What does Acts 9:11 mean?
ESV: And the Lord said to him, “Rise and go to the street called Straight, and at the house of Judas look for a man of Tarsus named Saul, for behold, he is praying,
NIV: The Lord told him, 'Go to the house of Judas on Straight Street and ask for a man from Tarsus named Saul, for he is praying.
NASB: And the Lord said to him, 'Get up and go to the street called Straight, and inquire at the house of Judas for a man from Tarsus named Saul, for he is praying,
CSB: "Get up and go to the street called Straight," the Lord said to him, "to the house of Judas, and ask for a man from Tarsus named Saul, since he is praying there.
NLT: The Lord said, 'Go over to Straight Street, to the house of Judas. When you get there, ask for a man from Tarsus named Saul. He is praying to me right now.
KJV: And the Lord said unto him, Arise, and go into the street which is called Straight, and inquire in the house of Judas for one called Saul, of Tarsus: for, behold, he prayeth,
Jesus is speaking through a vision to Ananias, one of His followers in Damascus. Saul, a Pharisee-trained devout Jew, set out for the city to arrest any Jewish Jesus-followers and return them to Jerusalem for trial. Part of the concessions the Roman government gave the Jewish leaders was that they had religious jurisdiction over all who followed their religion; even though Damascus is 133 miles from Jerusalem, Saul has the authority and Ananias knows it.
In addition, Saul is from Tarsus. Tarsus is one of the many cities outside of Italy where those born there receive Roman citizenship. Saul is doubly protected.
Even while still identified as the Judaism-following Saul, the man who will be best known as the Jesus-follower Paul already had a habit of prayer. Prayer will be a significant part of Paul's ministry, and he will write to the churches about its importance (Romans 12:12; Ephesians 6:18; Philippians 4:6; Colossians 4:2; 1 Thessalonians 5:17). Even now, after Jesus tells Saul to wait until he is told what to do (Acts 9:6), Saul communes with God and readies his heart for God's message. He knows that prayer isn't just for requests. Any time we communicate with someone, we understand them better and, hopefully, grow closer to them. Saul is at a very confusing point in his life, and he needs to stay grounded.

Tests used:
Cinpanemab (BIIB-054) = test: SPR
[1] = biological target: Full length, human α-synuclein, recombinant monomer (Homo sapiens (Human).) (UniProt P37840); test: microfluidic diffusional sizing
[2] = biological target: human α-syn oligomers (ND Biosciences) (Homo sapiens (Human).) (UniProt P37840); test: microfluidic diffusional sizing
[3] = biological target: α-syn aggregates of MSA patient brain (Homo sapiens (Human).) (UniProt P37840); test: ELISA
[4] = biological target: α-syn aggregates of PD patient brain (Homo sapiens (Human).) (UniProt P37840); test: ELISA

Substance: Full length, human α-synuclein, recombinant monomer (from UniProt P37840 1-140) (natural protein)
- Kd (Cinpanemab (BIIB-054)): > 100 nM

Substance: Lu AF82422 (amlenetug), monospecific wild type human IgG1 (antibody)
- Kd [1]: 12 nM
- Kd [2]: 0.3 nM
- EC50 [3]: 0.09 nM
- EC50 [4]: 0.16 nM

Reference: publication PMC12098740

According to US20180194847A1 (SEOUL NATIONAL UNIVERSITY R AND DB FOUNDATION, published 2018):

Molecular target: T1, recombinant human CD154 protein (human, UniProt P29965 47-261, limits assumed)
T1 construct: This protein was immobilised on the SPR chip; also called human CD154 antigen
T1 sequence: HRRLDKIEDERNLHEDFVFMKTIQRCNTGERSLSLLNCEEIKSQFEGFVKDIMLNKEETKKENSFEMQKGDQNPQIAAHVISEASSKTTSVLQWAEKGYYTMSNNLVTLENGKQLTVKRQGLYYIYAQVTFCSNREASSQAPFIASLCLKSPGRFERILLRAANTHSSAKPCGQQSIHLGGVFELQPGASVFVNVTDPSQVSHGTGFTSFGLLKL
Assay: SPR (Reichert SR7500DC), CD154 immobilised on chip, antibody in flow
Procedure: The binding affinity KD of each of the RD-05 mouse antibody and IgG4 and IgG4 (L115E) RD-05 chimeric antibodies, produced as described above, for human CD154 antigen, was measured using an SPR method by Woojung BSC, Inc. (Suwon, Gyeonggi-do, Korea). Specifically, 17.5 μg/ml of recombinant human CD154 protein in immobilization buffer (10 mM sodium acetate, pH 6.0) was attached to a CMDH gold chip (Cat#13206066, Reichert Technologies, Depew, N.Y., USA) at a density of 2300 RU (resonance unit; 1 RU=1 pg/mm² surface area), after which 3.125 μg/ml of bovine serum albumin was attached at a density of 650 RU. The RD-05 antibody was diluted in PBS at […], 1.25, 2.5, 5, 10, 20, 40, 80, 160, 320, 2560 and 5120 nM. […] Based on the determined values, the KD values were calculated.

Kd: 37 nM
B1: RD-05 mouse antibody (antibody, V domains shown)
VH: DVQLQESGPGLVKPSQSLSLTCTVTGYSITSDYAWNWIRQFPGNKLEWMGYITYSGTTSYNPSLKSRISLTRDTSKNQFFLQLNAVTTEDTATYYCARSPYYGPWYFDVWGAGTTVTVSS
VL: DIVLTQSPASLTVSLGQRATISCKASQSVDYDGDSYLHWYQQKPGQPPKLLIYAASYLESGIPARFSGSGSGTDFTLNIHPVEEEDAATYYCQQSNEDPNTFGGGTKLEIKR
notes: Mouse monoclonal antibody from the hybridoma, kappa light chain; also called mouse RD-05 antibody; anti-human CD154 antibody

Acts 9:10–19 explains how the greatest earthly enemy of the early church experienced a change of heart. Saul is a Pharisee-trained, Greek-speaking Jew and zealous persecutor of Christians (Acts 8:1–3). He asked for permission to hunt Jesus-followers in Damascus, but found Jesus, instead (Acts 9:1–9). Blinded by Jesus' glory, he has been waiting in Damascus for Ananias, a Jesus-follower. Ananias arrives and participates as as Jesus heals Saul from both physical and spiritual blindness. Saul is baptized and takes physical nourishment. Saul stays in Damascus for some time and immediately takes his extensive training in Jewish Scripture to argue that Jesus is indeed the Messiah. The Sanhedrin's hitman is now a target of his former allies.
Acts 9 sets the stage for the spread of the gospel to the Gentiles. Saul continues the persecution of the church by traveling to Damascus to arrest Jesus-followers. Before he reaches the city, Jesus confronts him. Saul realizes Jesus is the Messiah and immediately starts spreading the news, first in Damascus and later in Jerusalem. Meanwhile, Peter travels to modern-day Tel Aviv to heal a paralyzed man and bring a dead woman back to life. The miracles aren't unusual, but the story leaves him in Joppa, poised to take the next step in Jesus' mandate to be His witness (Acts 1:8).
The murder of the Jesus-follower Stephen has ignited a fierce persecution against the church, led by a young Pharisee-trained man named Saul (Acts 7:54—8:3; 9:1–2). When he realizes Jesus truly is the Messiah, that fervor fuels his own evangelism (Acts 9:3–30). Meanwhile, Peter travels to the coast of Judea. Soon, he will teach a prominent Gentile household about Jesus and discover that Gentiles can be saved (Acts 10). The stage will be set for Saul to spread the saving news of Jesus to ''the end of the earth'' (Acts 1:8) under the Greek version of his name: Paul.
The summary of the book of Acts is provided in Jesus' words in Acts 1:8: ''But you will receive power when the Holy Spirit has come upon you, and you will be my witnesses in Jerusalem and in all Judea and Samaria, and to the ends of the earth.'' In Acts 2:1–13, the Christ-followers receive the Holy Spirit. Acts 2:14—7:60 describes the rapid growth of the church in Jerusalem. Chapters 8—12 find Jewish persecution inadvertently spreading the gospel throughout Judea and Samaria. And in chapters 13—28, Paul and his companions spread the good news throughout the Roman Empire.
Accessed 12/6/2023 9:50:32 PM
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